Leave No Game Untouched’s Age of Empires 3: Asian Dynasties (PC) Review

Age of Empires debuted back in 1997, and has since then become one of the most defining games of it’s genre, rivalling WarCraft and StarCraft. It’s most recent addition, The Asian Dynasties, is an expansion pack to Age of Empires 3, released in 2005.

For this expansion, Ensemble Studios got some help from Big Huge Games, the company behind a similar RTS, Rise of Nations.

The Asian Dynasties adds 3 civilisations into the mix. Chinese, Japanese and Indian, Each having their own unique units and build strategies. The new campaigns, which focus on each of the new civilisations are fairly small (about 5 missions in each), but the cinematics in between are absolutely stunning.

The Japanese campaign focuses on Tokugawa and his effort to unify Japan. The Chinese campaign is more of a what-if story featuring a Chinese navy, discovering the New World before Christopher Columbus. The Indian campaign focuses on India under the control of the British East Company.

The new Asian units are awesome (my favourite is the Flamethrower), and have been balanced out so that players will still have to create mixed armies, instead of creating one-type armies. Some new Asian buildings include the Rice Paddy (a combination of the Mill and Plantation) and the Consulate. The Consulate is an important building as it allows the Asian Civilisations to spend Export generated by their villagers on European units.

The Home City is still an important aspect of The Asian Dynasties, but there are no new cards for European or Native civilisations, somewhat thinning down the replay value for players only interest in levelling up their European or Native Home Cities.

Wonders make a return in The Asian Dynasties, though have different effects than in previous games in the series. Instead of them being built at the last age, costing 1000 of each resource, and then creating a countdown to an instant victory once finished, The new Wonders can only be built by the Asian Civilisations, and one can be built per age. Each Wonder has its own special abilities as well, The Agra, for example allows the Indians to create Elite Units, that while cost a fair amount more than regular units, make up for it in spades with their stat upgrades. You’ll be able to build a wonder each age, and their effects will stay with you throughout the entire game until they are destroyed.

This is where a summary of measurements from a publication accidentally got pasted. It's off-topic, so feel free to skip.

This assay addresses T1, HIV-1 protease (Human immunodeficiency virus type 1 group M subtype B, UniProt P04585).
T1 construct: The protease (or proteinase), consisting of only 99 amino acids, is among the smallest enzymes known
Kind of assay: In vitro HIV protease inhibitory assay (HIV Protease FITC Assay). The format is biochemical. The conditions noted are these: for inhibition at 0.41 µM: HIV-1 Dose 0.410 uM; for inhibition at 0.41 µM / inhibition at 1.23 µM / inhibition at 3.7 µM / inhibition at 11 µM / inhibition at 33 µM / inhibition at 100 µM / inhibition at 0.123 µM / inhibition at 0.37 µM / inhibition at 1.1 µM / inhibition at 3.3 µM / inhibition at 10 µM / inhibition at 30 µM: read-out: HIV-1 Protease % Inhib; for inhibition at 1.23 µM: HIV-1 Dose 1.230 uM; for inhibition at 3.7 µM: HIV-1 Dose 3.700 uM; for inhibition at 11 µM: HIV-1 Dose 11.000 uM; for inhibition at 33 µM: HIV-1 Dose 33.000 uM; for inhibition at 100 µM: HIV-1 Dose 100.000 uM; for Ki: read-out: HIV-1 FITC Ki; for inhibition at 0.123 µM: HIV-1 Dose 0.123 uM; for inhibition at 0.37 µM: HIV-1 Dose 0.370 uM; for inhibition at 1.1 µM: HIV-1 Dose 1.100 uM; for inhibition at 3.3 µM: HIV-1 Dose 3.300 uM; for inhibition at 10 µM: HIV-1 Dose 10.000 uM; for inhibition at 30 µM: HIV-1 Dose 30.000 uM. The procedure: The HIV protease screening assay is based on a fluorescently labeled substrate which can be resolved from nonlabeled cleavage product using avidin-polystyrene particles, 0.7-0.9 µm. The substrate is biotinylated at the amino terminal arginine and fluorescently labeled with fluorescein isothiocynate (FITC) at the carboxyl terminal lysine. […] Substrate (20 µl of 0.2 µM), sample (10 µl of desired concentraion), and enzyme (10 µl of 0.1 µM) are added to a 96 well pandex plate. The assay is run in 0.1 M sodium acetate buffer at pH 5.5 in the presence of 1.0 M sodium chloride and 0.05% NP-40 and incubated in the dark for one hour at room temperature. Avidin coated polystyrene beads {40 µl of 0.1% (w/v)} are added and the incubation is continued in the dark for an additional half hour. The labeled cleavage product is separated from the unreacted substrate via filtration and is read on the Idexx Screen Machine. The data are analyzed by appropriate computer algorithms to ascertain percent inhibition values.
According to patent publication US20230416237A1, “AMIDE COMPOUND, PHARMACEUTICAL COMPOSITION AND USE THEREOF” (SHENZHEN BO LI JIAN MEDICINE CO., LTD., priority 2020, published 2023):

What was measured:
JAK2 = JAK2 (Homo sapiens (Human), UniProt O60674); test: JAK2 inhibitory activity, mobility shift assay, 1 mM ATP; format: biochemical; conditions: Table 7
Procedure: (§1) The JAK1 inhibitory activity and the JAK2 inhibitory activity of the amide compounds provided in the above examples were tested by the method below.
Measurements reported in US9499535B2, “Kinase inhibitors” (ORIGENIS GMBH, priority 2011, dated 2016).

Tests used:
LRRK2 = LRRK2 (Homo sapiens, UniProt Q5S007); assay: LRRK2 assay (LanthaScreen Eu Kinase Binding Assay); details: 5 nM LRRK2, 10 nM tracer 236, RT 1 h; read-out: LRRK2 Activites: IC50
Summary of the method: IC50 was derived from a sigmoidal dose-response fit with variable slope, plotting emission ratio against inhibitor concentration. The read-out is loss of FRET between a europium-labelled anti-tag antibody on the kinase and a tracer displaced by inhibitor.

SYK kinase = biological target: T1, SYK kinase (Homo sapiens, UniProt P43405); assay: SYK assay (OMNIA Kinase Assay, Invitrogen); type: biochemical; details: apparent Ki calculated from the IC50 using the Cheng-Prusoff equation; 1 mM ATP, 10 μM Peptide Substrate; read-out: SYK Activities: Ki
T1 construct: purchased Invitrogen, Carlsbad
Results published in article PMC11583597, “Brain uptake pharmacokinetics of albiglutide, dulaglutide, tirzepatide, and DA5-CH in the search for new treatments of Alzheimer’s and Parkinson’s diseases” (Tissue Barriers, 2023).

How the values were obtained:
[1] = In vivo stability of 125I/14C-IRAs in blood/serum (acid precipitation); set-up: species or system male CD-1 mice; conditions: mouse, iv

Lastly, Multiplayer has been greatly improved since The Warcheifs. New games types have been added such as King of the Hill (where each player must try to capture the Fort in the centre of the map and hold it for a designated amount of time), and ESO has been improved slightly, with Quick match Search improved to leave out Warchief civilisations if desired.

Overall, The Asian Dynasties is a good final addition to the Age of Empires series. Die-hard fans will enjoy the added campaigns, units and maps. But unless your gonna spend all your time playing online, it’s not a worthy investment if you’re just going to play as either the European or Warchief civilisations.



Written by GamersLife (8/1/11)

  1. John "Slipp" Lucas

    Awesome review, best on the site imo. I own both Vanilla and Warchiefs. Can you tell me if it’s worth getting this game? I play online a lot but only as the Russians.

  2. Sup Slipp,

    Try seeing if you can get Dynasties second-hand, you’ll still be able to play online using your Vanilla/Warchiefs Product Key if you don’t select “AoEY.exe” as your main ESO Account. Most of the people who play online now use Dynasties anyway. Keep in mind you’ll have to update the Patch for both Dynasties and your “main game” (either Vanilla or Warchiefs) to the highest version. You can also use the disc from Warchiefs to load up Dynasties if it’s already installed.

  3. Hey, just stumbled on your page from digg. It’s not blog post I would typically read, but I loved your perspective on it. Thanks for creating something worth reading!

Leave a Reply

Fill in your details below or click an icon to log in:

WordPress.com Logo

You are commenting using your WordPress.com account. Log Out /  Change )

Google photo

You are commenting using your Google account. Log Out /  Change )

Twitter picture

You are commenting using your Twitter account. Log Out /  Change )

Facebook photo

You are commenting using your Facebook account. Log Out /  Change )

Connecting to %s

%d bloggers like this: